We live in a new world, where technology has changed so many aspects of how we work. Technology and social networks have made immediate contact possible between every employee and their supervisors, creating massive economies of scale.
But they have made instant surveillance possible, too, and never has it been harder to work without feeling the effects of sexual harassment and discrimination. We understand this new technical landscape, and the often subtle ways workers can be mistreated.
Our client base includes employees at some of the world’s biggest and most sophisticated companies and ranges from C suite executives and engineers to senior scientists and program managers. We have handled brick-and-mortar employment claims as well, representing nurses and security guards, to sales representatives and professors.
Have you been the victim of discrimination at work?
Discrimination based on any protected classification is illegal. In stride with Federal laws, California has established powerful anti-discrimination laws through its Fair Employment & Housing Act (FEHA). Local city law may provide even further protection for their citizens by preventing employers from engaging in height/weight screenings or other similar measures that discriminate against certain groups without cause.
We understand the complexities of the modern workplace, and the increasing need for employees to understand the nature of their rights, even as the nature of our work changes. We are here for your call if you need an employment discrimination lawyer.
If you believe you are the victim of employment discrimination or harassment in the San Francisco Bay Area, our office is available for a free consultation to review your file and counsel you as to your options.
Types of Work Discrimination Cases
Employment discrimination can take many forms, some blatant and others far more subtle. A combination of federal and state laws protects job applicants and employees from certain types of discrimination at the workplace.
Federal laws include:
- Title VII of the Civil Rights Act of 1964
- Equal Pay Act of 1963
- Age Discrimination Act of 1967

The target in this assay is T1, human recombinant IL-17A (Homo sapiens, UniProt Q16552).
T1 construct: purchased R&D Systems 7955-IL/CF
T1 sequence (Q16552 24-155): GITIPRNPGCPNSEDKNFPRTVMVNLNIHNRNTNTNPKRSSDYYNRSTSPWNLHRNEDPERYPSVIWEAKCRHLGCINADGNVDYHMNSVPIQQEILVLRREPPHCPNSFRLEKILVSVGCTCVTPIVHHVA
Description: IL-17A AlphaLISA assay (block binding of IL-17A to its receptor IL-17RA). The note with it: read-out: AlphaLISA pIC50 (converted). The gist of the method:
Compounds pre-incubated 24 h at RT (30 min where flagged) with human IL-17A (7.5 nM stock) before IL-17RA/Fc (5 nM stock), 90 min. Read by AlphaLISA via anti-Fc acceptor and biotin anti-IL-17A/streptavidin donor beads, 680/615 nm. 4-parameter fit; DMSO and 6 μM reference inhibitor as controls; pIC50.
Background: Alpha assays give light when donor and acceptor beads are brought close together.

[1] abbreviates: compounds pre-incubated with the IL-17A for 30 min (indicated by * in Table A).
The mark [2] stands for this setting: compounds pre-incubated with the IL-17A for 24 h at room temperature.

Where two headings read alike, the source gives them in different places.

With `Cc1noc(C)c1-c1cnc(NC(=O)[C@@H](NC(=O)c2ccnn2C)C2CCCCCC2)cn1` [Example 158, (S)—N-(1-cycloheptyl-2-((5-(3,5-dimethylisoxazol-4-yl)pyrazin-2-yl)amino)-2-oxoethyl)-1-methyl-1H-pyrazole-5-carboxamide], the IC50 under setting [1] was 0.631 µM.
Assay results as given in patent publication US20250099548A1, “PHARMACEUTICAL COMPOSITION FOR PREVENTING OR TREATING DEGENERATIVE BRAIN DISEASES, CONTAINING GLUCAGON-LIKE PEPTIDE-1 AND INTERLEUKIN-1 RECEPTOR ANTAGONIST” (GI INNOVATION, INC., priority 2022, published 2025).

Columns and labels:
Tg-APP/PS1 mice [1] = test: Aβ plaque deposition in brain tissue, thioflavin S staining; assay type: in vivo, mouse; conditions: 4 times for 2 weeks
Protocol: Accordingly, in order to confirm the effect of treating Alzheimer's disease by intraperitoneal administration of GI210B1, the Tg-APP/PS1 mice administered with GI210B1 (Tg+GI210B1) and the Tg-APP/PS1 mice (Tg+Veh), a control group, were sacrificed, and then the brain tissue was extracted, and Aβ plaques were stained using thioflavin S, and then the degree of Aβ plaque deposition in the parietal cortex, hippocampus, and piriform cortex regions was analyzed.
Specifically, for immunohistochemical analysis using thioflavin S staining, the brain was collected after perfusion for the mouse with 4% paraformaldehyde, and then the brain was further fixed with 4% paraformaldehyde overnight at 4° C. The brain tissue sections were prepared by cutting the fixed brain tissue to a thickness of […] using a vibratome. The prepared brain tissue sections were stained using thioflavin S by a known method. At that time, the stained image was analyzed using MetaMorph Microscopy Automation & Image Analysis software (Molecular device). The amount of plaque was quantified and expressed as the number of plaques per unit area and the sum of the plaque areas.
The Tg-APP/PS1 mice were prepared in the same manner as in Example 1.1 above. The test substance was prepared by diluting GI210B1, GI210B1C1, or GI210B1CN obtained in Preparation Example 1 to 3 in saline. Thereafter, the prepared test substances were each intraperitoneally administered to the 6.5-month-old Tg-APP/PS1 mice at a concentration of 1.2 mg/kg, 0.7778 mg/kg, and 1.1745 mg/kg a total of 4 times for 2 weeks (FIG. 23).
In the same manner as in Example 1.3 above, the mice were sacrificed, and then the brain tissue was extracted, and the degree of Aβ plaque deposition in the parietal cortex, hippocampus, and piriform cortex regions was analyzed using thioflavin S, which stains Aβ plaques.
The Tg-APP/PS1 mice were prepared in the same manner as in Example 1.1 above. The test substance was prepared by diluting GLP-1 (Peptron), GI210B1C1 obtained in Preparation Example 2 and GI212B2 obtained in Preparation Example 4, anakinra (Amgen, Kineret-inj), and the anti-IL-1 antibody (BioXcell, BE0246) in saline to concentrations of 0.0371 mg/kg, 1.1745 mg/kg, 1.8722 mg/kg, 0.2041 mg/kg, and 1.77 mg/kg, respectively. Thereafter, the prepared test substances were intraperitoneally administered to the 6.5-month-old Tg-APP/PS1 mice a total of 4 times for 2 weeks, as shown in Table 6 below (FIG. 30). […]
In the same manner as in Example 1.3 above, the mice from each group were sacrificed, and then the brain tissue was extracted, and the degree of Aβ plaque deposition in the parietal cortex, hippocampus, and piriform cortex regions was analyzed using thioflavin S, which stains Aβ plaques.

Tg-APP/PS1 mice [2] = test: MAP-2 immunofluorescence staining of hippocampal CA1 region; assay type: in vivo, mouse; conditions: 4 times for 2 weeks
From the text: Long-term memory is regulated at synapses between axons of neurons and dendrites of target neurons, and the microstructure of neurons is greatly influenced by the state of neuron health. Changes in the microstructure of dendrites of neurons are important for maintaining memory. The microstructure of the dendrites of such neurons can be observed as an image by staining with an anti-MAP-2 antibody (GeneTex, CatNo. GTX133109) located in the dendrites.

- Rehabilitation Act of 1973
- Americans With Disabilities Act of 1990
- Civil Rights Act of 1991
- Title II of the Genetic Information Nondiscrimination Act of 2008
Courts have interpreted these laws to prohibit discrimination in employment—recruitment, hiring, salary, retention, promotion, and termination—based on age, disability, genetics, marital status, race, religion, sex, or sexual orientation.
In addition, California has its own set of anti-discrimination laws:
- Fair Employment & Housing Act (FEHA) of 1959
- Racial Discrimination Act of 1975
- Anti-Discrimination Act of 1977
- Sex Discrimination Act of 1984
- Fair Work Act of 2009
What is workplace discrimination?
Workplace discrimination is prohibited based on categories, which include the following:
- Age: It is illegal to discriminate against a job applicant or employee over the age of 40 merely because of age under the Age Discrimination in Employment Act. That means that you cannot favor younger applicants or employees over older ones.
- Race: Neither your race nor the race of your partner or relatives should impact any employment decisions.
- National Origin: Where you come from, or where other employees assume you are from, should not be any part of any employment decisions.
- Sex: You may not be treated differently based on your sex or gender identity.
- Equal Pay: Men and women are to be given the same pay for equal work.
- Religion: You may not be treated unfairly because of your religious, ethical, or moral beliefs or practices.
- Pregnancy: An employer cannot discriminate against a pregnant employee, and pregnancy or the capacity to become pregnant should not be a factor in decisions related to hiring, firing, promotions, and job assignments.